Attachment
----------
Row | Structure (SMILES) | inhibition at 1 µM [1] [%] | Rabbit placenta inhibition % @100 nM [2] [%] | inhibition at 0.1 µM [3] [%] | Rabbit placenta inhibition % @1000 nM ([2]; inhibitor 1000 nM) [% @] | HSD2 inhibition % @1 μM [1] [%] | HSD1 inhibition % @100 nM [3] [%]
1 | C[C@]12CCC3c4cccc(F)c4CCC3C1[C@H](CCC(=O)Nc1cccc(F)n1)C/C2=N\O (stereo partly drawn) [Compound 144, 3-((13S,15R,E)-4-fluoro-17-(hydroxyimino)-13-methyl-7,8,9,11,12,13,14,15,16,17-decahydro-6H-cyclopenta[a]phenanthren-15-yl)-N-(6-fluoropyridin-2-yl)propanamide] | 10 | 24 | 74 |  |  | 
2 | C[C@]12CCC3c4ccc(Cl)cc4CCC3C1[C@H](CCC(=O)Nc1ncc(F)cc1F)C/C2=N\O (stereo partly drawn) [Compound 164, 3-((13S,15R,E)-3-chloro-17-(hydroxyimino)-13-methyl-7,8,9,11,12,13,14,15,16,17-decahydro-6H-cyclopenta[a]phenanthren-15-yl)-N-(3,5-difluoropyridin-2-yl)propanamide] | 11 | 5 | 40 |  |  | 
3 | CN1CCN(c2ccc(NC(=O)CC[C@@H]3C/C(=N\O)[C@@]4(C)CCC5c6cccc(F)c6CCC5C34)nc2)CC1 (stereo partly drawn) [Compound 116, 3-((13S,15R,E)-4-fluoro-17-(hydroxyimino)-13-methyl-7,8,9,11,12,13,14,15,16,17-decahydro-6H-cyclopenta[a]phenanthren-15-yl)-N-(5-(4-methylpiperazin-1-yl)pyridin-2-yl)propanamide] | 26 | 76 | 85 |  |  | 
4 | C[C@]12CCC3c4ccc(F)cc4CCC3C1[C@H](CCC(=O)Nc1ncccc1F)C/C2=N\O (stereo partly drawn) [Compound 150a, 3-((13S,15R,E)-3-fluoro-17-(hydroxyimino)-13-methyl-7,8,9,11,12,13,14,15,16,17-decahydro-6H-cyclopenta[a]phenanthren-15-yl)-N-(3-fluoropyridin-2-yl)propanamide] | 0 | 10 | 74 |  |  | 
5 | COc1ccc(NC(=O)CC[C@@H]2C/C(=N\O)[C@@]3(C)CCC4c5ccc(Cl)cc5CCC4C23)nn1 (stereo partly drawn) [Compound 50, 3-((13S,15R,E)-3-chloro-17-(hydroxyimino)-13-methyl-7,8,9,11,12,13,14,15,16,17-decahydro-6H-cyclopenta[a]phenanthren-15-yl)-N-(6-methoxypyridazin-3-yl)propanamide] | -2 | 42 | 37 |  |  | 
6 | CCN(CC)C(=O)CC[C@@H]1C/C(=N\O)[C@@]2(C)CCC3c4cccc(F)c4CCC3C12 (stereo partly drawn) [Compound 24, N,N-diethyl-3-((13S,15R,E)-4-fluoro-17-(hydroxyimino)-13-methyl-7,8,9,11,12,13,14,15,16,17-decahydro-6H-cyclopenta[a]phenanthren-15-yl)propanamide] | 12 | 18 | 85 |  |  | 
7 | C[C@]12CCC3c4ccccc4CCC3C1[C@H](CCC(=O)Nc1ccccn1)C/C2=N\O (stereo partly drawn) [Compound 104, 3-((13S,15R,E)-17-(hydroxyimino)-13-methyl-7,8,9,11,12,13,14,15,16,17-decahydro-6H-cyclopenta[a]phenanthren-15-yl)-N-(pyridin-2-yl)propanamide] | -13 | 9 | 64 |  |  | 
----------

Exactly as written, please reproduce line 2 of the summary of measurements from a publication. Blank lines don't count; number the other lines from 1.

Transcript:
1 | C[C@]12CCC3c4cccc(F)c4CCC3C1[C@H](CCC(=O)Nc1cccc(F)n1)C/C2=N\O (stereo partly drawn) [Compound 144, 3-((13S,15R,E)-4-fluoro-17-(hydroxyimino)-13-methyl-7,8,9,11,12,13,14,15,16,17-decahydro-6H-cyclopenta[a]phenanthren-15-yl)-N-(6-fluoropyridin-2-yl)propanamide] | 10 | 24 | 74 |  |  | 